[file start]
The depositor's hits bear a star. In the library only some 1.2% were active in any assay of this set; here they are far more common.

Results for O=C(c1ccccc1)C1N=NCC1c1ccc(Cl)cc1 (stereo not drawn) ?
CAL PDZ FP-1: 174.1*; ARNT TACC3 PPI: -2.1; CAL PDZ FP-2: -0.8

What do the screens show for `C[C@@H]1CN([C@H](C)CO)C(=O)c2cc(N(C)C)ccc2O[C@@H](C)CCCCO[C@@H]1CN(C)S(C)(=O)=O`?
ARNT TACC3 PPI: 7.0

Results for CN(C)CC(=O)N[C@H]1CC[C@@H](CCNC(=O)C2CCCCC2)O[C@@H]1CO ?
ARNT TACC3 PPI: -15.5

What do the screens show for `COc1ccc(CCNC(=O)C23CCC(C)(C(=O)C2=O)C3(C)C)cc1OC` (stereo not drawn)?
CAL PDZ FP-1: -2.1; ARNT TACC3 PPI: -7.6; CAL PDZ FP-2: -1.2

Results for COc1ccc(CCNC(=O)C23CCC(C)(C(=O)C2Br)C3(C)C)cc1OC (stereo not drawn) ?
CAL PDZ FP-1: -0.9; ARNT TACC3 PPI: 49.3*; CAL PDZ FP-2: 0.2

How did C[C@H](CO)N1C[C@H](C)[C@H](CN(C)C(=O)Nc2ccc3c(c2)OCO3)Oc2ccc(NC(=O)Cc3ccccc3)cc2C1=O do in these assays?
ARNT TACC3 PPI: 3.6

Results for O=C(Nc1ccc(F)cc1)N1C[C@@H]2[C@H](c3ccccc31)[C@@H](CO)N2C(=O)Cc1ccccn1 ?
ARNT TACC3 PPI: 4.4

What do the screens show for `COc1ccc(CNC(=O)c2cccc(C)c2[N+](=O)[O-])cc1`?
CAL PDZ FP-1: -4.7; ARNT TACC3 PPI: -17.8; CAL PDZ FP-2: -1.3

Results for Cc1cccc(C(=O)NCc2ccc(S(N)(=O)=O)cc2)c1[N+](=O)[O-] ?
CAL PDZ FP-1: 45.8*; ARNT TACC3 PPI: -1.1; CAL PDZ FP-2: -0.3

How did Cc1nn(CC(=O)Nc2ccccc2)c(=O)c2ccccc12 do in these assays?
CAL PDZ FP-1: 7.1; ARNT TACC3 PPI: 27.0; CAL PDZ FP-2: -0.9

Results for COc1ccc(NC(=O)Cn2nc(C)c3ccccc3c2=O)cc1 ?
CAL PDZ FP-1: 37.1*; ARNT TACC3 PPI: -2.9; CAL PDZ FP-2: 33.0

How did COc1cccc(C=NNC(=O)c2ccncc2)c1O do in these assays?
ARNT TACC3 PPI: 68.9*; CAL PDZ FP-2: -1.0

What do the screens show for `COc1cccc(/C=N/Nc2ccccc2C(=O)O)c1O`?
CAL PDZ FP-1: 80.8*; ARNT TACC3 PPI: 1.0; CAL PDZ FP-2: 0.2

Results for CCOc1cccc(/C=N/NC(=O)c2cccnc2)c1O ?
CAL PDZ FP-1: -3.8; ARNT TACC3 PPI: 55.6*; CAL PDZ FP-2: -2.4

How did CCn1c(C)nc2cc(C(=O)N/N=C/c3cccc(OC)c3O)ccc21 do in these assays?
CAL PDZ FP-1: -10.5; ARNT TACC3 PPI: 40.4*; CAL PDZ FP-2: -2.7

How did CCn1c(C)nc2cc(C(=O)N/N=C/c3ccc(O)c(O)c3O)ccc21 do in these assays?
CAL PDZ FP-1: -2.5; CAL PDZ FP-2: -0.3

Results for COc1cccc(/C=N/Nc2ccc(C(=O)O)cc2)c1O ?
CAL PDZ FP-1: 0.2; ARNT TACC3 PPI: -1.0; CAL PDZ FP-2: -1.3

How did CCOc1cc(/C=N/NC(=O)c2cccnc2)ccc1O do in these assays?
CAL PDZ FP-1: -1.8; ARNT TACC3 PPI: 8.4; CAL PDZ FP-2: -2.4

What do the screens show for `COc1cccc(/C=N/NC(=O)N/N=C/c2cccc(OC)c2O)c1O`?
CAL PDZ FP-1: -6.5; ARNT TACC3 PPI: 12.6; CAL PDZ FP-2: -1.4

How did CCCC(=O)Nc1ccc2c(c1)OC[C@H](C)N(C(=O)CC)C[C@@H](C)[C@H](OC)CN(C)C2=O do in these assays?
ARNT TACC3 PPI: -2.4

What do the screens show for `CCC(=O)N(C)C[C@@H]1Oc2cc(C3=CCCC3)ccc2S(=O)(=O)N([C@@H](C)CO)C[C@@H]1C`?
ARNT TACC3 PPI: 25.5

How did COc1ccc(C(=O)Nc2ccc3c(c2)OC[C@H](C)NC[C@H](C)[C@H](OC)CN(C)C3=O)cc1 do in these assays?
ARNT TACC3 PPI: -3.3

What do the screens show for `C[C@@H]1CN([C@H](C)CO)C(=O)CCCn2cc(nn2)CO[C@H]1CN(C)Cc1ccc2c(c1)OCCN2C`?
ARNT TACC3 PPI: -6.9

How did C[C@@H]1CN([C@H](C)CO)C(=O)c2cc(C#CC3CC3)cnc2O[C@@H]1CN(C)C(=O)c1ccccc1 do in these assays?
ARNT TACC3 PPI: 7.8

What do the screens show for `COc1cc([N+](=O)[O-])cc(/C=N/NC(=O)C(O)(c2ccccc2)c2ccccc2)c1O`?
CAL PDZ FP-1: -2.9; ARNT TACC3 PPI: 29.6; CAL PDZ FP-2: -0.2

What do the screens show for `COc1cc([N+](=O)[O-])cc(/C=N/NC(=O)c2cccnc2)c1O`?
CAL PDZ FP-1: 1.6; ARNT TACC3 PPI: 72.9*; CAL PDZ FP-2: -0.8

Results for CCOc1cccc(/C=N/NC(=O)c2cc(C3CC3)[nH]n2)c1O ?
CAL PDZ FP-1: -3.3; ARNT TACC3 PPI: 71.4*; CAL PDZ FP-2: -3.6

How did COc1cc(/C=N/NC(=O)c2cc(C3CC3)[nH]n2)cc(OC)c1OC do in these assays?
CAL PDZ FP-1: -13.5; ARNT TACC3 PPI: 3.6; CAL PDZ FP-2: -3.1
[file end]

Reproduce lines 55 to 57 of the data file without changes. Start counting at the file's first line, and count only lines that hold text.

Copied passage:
CAL PDZ FP-1: -3.3; ARNT TACC3 PPI: 71.4*; CAL PDZ FP-2: -3.6

How did COc1cc(/C=N/NC(=O)c2cc(C3CC3)[nH]n2)cc(OC)c1OC do in these assays?
CAL PDZ FP-1: -13.5; ARNT TACC3 PPI: 3.6; CAL PDZ FP-2: -3.1